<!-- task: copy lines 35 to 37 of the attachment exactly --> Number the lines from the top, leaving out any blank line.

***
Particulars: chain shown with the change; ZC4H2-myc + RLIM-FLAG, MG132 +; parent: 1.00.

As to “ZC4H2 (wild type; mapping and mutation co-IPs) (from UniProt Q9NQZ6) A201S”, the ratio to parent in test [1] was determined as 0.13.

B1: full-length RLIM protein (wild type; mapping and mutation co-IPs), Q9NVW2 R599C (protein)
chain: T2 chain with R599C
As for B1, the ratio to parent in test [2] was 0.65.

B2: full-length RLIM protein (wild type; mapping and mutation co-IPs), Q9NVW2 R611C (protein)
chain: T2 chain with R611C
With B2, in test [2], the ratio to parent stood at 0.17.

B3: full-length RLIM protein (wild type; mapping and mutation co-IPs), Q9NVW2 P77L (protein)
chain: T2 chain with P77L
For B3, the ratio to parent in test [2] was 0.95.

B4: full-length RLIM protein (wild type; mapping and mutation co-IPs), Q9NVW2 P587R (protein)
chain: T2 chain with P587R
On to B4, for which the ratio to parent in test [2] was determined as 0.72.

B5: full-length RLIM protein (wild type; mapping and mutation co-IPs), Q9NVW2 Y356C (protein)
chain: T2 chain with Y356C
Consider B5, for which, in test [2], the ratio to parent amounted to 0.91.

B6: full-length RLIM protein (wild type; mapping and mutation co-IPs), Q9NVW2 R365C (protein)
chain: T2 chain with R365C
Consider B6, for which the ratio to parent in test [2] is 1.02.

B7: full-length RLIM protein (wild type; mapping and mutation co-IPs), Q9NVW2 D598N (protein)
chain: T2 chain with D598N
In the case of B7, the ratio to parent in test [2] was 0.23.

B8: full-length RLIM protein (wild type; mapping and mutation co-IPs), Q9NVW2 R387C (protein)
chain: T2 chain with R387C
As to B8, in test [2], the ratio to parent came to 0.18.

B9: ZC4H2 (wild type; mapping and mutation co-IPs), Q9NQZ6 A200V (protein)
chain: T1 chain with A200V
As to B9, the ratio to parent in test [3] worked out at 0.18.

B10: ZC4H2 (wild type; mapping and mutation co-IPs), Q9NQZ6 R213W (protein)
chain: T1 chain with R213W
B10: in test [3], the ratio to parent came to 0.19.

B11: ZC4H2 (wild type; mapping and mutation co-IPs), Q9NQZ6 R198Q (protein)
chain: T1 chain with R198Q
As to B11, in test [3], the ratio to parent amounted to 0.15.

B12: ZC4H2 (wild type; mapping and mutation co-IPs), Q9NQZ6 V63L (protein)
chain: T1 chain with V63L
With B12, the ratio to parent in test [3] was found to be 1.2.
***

As to B11, in test [3], the ratio to parent amounted to 0.15.

B12: ZC4H2 (wild type; mapping and mutation co-IPs), Q9NQZ6 V63L (protein)
chain: T1 chain with V63L